The Orca plant in Climeworks, Iceland, intends to extract 4,000 tonnes of CO2 per year from the air. Climeworks The Swiss company Climeworks has just opened in Iceland the world’s largest plant for the capture and permanent storage of carbon dioxide from the air. This technology is deemed essential for combating global warming, yet it raises some questions. What if, after decades of steady rise, global greenhouse gas emissions finally started to drop? Such is the hope of Climeworks, world leader in the technology for removing carbon dioxide (CO2) from the atmosphere (known as direct air capture, or DAC). After launching the first industrial plant for the capture and use of CO2 in 2017, the company is now setting a new milestone on the path to climate neutrality.
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The Swiss company Climeworks has just opened in Iceland the world’s largest plant for the capture and permanent storage of carbon dioxide from the air. This technology is deemed essential for combating global warming, yet it raises some questions.
What if, after decades of steady rise, global greenhouse gas emissions finally started to drop?
Such is the hope of Climeworks, world leader in the technology for removing carbon dioxide (CO2) from the atmosphere (known as direct air capture, or DAC). After launching the first industrial plant for the capture and use of CO2 in 2017, the company is now setting a new milestone on the path to climate neutrality.
On September 8 Climeworks inaugurated Orca, the world’s largest facility capable of filtering CO2 from the atmosphere and storing it permanently underground. Located near the Hellisheidi geothermal power plant in Iceland, it will be able to filter up to 4,000 tons of CO2 a year – equivalent to the annual emissions of 600 Europeans.
>> Watch the following video for an aerial view of Orca:
How does it work?
The CO2 is separated from the air using a special filter designed by Climeworks. Following a process developed by the Icelandic firm Carbfix, the gas is then mixed with water and pumped into basaltic rock strata 800 to 2,000 metres below ground, where it should stay for millions of years.
“The combination of pressure, moisture and minerals turns CO2 into rock. We are just accelerating the natural mineralization process,” Christoph Beuttler, head of climate policy at Climeworks, told swissinfo.ch.
The likelihood of a sudden, uncontrollable gas leak from underground is nil, according to Beuttler. “Once in the rock, nothing can release CO2 back into the air; not even an earthquake or a volcanic eruption.”
>> See how CO2 capture and storage work in the following short film:
The choice of Iceland is not accidental. In addition to favourable geological conditions, the country is a trailblazer in the field of geothermal energy. The use of renewable sources is an absolute prerequisite for facilities like Orca, which – of course – only make sense if they generate fewer greenhouse gases than they actually remove from the atmosphere.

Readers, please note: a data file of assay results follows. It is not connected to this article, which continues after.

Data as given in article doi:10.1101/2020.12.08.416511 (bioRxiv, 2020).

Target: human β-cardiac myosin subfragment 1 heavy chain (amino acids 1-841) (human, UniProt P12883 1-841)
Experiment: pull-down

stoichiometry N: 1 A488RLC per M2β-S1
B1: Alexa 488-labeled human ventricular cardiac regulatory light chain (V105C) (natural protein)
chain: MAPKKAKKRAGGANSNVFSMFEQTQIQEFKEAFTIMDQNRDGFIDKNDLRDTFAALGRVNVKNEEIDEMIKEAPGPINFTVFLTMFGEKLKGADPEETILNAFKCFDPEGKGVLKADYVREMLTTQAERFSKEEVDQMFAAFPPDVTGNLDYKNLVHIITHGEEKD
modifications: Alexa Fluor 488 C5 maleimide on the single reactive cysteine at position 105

Worldwide, there are 15 DAC plants in operation today, which together can capture over 9,000 tons of CO2 a year, according to a 2020 report by the International Energy Agency.
The United Nations Intergovernmental Panel on Climate Change (IPCC) believes such installations will be indispensable if global warming is to be limited to 1.5°C.
Total US solar and wind energy production needed
The solution proposed by Climeworks, in which the US giant Microsoft has also invested, is nonetheless controversial and raises some questions.
If renewable electricity alone is to be used to power DAC plants, it would take the total wind and solar energy produced in the United States in 2018 to capture 100 million tons of CO2, or 1/400 of yearly global emissions, according to a study published in 2020. Moreover, the installations themselves would require an overall surface area greater than Sri Lanka.
While recognizing the need to use these technologies, Martine Rebetez, professor of climatology at the University of Neuchâtel, stresses that there are still several unknowns with regard to safety, carbon balance and costs. “At the moment, the cheapest and most urgent step is to stop emitting CO2,” she told the watson.ch portal.
Doing nothing will cost more
Beuttler of Climeworks is in no doubt about the need for action to cut emissions: “It is the most important thing we can do to stop climate change”. However, he adds, at some point mitigation will not be possible or become so expensive, for instance in aviation, that it will be necessary to remove the greenhouse gases from the atmosphere.
The price of inaction, considering the damage caused by natural disasters, would in any case be higher, he warns. “Beyond the costs, negative-emissions technologies are also an opportunity: they will become one of the main industries, creating a lot of jobs. This is a sector where Switzerland, already a world leader in the field, would do well to stay ahead of the game.”
Translated from Italian by Julia Bassam